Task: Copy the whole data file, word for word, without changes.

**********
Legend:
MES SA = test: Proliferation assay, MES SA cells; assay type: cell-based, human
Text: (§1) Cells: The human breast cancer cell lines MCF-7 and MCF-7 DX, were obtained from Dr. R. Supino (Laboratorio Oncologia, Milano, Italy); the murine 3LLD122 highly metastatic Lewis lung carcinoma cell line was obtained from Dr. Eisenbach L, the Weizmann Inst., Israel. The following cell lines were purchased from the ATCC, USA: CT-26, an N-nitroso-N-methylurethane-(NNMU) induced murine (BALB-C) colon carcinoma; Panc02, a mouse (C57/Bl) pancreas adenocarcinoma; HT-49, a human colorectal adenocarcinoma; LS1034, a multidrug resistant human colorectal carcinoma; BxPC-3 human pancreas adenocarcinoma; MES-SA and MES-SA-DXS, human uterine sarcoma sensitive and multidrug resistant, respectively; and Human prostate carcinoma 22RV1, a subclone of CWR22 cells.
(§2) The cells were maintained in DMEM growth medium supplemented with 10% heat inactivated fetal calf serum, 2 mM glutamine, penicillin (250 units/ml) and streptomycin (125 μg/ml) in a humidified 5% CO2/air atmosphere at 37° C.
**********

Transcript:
Legend:
MES SA = test: Proliferation assay, MES SA cells; assay type: cell-based, human
Text: (§1) Cells: The human breast cancer cell lines MCF-7 and MCF-7 DX, were obtained from Dr. R. Supino (Laboratorio Oncologia, Milano, Italy); the murine 3LLD122 highly metastatic Lewis lung carcinoma cell line was obtained from Dr. Eisenbach L, the Weizmann Inst., Israel. The following cell lines were purchased from the ATCC, USA: CT-26, an N-nitroso-N-methylurethane-(NNMU) induced murine (BALB-C) colon carcinoma; Panc02, a mouse (C57/Bl) pancreas adenocarcinoma; HT-49, a human colorectal adenocarcinoma; LS1034, a multidrug resistant human colorectal carcinoma; BxPC-3 human pancreas adenocarcinoma; MES-SA and MES-SA-DXS, human uterine sarcoma sensitive and multidrug resistant, respectively; and Human prostate carcinoma 22RV1, a subclone of CWR22 cells.
(§2) The cells were maintained in DMEM growth medium supplemented with 10% heat inactivated fetal calf serum, 2 mM glutamine, penicillin (250 units/ml) and streptomycin (125 μg/ml) in a humidified 5% CO2/air atmosphere at 37° C.